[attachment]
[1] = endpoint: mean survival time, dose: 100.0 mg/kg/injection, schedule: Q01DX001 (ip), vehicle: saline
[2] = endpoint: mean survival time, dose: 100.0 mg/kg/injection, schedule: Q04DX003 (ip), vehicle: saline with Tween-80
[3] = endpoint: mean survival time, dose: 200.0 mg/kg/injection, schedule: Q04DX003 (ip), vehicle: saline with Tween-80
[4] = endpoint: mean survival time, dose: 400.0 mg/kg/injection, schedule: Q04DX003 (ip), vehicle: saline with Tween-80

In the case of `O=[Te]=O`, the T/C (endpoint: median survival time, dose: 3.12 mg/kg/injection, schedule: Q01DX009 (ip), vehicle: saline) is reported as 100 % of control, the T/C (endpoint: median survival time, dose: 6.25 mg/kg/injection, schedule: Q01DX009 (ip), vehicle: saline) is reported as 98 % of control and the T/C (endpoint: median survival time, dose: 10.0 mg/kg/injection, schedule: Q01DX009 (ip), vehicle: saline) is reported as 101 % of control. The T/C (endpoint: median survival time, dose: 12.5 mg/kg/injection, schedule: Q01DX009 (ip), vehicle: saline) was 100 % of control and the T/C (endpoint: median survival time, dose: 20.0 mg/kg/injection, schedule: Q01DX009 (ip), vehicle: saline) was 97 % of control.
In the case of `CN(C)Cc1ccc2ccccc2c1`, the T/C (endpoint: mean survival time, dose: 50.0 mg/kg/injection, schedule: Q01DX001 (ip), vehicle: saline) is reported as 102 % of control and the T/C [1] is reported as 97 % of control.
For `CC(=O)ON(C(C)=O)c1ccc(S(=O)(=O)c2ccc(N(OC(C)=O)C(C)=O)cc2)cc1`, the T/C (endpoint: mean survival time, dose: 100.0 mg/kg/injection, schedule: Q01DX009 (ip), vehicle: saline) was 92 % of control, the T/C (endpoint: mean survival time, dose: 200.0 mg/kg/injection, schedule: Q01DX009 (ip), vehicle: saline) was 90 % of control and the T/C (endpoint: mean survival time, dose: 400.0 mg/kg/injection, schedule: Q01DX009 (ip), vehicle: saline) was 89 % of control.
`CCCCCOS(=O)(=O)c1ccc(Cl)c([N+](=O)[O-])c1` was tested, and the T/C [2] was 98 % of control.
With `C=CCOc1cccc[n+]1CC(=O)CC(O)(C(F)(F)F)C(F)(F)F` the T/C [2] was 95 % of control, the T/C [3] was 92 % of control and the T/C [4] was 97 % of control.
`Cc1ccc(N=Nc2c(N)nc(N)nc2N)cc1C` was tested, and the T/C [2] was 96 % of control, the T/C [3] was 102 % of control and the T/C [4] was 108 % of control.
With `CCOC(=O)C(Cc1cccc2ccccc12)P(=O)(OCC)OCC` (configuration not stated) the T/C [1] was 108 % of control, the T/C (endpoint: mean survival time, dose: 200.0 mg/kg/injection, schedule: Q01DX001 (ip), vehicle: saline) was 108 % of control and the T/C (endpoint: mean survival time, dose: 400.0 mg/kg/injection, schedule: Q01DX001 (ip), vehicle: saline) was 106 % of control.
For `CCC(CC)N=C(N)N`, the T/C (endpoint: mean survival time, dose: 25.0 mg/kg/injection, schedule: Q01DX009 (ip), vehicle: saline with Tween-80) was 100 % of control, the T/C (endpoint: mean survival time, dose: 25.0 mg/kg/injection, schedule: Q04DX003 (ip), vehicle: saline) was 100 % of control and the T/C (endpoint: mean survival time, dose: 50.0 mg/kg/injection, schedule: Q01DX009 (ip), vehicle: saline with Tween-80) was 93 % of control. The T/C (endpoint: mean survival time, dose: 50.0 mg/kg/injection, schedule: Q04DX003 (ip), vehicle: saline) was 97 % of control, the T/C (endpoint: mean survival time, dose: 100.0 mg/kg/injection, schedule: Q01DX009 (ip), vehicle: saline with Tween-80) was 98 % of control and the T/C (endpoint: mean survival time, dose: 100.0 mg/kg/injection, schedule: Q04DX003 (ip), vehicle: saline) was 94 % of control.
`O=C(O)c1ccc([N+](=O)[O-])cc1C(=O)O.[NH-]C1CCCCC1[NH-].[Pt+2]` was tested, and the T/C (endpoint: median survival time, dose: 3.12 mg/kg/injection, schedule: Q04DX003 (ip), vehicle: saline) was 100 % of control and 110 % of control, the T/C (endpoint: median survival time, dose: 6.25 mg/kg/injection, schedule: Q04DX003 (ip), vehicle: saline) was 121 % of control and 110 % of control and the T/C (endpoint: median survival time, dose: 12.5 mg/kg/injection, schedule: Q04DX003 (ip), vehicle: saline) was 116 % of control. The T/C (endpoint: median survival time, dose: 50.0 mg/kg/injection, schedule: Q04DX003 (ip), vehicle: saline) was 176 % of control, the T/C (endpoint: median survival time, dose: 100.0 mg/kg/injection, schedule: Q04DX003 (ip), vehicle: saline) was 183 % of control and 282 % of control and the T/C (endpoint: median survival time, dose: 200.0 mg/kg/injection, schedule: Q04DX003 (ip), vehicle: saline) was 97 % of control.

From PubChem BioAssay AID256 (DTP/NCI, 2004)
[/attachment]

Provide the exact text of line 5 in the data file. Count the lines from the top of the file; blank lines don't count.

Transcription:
In the case of `O=[Te]=O`, the T/C (endpoint: median survival time, dose: 3.12 mg/kg/injection, schedule: Q01DX009 (ip), vehicle: saline) is reported as 100 % of control, the T/C (endpoint: median survival time, dose: 6.25 mg/kg/injection, schedule: Q01DX009 (ip), vehicle: saline) is reported as 98 % of control and the T/C (endpoint: median survival time, dose: 10.0 mg/kg/injection, schedule: Q01DX009 (ip), vehicle: saline) is reported as 101 % of control. The T/C (endpoint: median survival time, dose: 12.5 mg/kg/injection, schedule: Q01DX009 (ip), vehicle: saline) was 100 % of control and the T/C (endpoint: median survival time, dose: 20.0 mg/kg/injection, schedule: Q01DX009 (ip), vehicle: saline) was 97 % of control.